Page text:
City planning 200 projects this year, leading to longer-lasting roads
You don't have to tell Jubilee Avenue homeowner John Haynes road construction season is in full swing.
The stretch of Jubilee Avenue near his house is undergoing major surgery, causing some disruptions.
“Very noisy, very noisy – lots of traffic backups," said Haynes
The crews are digging down deep to overhaul the road. Haynes said the inconvenience is worth it to fix all of the streets in disrepair.
"They're in very bad shape, every neighbourhood I go to is very, very bad," he said.
With financial help from the federal and provincial governments, the City of Winnipeg has planned 200 projects this year worth $165 million, totalling 175 kilometres of lanes.
On top of this, the final products might last longer.
"In addition to making the investments, we want to make sure that we're getting the value for those investments," said Winnipeg Mayor Brian Bowman.
Because of work in a lab at the University of Manitoba, the city said the lifecycle of roads has increased by 15 per cent.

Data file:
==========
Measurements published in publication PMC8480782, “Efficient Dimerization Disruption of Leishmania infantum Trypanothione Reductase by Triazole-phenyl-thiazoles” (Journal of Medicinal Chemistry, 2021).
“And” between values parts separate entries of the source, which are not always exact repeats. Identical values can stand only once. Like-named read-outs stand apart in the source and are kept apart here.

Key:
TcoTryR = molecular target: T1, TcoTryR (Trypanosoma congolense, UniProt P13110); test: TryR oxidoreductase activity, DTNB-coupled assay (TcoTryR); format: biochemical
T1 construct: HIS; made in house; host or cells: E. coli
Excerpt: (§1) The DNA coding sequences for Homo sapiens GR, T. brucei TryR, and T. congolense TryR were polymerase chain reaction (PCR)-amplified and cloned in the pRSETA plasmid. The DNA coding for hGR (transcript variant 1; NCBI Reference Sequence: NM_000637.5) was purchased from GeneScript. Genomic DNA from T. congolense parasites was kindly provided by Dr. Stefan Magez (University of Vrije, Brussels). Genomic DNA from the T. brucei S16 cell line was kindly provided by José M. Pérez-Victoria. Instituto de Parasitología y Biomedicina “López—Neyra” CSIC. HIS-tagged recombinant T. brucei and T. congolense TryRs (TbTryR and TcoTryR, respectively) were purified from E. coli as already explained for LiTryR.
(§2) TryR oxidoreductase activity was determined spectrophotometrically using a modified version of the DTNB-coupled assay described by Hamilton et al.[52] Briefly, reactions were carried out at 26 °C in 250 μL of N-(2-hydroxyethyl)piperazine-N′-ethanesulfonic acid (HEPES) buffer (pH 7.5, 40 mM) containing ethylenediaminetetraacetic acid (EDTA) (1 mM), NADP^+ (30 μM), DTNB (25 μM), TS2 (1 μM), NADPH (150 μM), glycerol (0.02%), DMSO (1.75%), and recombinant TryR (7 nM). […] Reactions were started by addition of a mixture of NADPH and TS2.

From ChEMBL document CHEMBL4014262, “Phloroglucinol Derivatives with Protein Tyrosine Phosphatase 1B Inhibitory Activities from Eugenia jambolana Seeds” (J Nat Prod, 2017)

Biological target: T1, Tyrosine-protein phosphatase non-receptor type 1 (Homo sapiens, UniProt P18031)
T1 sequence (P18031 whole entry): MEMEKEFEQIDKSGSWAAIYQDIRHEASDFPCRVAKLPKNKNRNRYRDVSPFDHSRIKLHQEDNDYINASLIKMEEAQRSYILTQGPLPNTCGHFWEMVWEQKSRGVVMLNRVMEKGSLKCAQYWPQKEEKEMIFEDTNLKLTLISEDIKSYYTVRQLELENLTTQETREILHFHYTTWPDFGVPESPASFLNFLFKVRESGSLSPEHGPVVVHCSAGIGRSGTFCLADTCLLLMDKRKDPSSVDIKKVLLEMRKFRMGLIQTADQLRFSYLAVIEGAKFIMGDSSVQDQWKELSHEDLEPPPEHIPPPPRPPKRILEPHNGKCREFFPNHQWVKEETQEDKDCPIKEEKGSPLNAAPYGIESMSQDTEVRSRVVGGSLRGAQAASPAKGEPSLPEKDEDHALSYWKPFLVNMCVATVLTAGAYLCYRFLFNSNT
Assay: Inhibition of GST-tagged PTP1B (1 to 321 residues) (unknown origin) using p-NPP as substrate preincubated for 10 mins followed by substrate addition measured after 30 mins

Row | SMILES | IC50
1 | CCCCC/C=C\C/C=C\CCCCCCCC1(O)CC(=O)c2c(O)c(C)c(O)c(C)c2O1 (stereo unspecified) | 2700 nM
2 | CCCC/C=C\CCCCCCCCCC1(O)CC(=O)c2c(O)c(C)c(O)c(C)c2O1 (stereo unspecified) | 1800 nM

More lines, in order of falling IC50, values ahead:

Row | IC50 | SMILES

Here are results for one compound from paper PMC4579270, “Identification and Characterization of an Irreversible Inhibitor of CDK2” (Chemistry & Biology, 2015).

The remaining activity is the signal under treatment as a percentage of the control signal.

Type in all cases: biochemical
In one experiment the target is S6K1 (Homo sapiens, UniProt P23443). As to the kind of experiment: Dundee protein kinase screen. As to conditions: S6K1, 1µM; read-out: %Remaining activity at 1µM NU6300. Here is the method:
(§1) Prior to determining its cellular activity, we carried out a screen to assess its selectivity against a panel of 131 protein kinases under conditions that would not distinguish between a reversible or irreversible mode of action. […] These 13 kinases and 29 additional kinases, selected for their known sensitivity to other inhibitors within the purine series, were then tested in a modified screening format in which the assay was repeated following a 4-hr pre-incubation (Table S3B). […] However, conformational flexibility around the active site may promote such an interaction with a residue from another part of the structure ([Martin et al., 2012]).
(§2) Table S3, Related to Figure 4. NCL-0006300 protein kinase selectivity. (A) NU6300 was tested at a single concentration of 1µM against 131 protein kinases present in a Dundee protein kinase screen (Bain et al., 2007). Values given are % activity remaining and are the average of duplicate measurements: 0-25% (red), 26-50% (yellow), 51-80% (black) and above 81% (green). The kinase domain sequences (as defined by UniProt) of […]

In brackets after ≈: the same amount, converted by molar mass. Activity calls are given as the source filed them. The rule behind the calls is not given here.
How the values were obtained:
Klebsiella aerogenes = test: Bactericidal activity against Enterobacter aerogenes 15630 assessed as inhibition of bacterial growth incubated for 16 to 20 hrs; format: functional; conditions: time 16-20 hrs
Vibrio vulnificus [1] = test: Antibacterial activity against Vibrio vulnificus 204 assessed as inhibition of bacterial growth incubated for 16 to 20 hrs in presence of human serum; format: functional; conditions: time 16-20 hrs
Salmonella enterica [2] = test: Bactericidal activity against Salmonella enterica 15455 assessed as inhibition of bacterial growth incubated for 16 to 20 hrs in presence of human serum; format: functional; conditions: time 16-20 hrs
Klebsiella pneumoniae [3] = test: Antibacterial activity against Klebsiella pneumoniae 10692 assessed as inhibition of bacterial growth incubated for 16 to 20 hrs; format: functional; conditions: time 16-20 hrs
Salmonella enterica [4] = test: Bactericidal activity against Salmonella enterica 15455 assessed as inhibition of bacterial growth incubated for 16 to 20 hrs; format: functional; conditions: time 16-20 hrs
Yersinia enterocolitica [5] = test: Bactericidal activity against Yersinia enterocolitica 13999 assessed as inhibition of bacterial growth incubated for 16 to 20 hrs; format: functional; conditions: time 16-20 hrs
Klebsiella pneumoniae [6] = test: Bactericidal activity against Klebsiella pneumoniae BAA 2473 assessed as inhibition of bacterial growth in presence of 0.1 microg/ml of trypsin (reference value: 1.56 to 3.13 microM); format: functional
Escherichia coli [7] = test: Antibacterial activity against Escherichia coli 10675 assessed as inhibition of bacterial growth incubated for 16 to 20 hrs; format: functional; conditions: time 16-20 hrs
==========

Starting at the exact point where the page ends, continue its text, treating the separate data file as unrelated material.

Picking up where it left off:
Civil Engineering Professor Ahmed Shalaby said his group has been fine-tuning the materials used to give roads two more years of use.
“Compared to specifications of the City of Winnipeg about five or ten years ago, we're using now materials that are stronger and drain better,” said Shalaby.
Shalaby said this might cost more upfront, but it saves money down the road.
"It's only for one or two years, after which price comes down, and then we get the benefit of the longer service life," said Shalaby.
He said his group is also experimenting with the ability to pave in cold climate, to push construction season a couple more weeks in November.
John Haynes would like to see the lives of streets stretched out so fewer repairs are needed.
"Because less construction would be better," Haynes said. "We're known for three seasons and one is construction (season) and that's no good."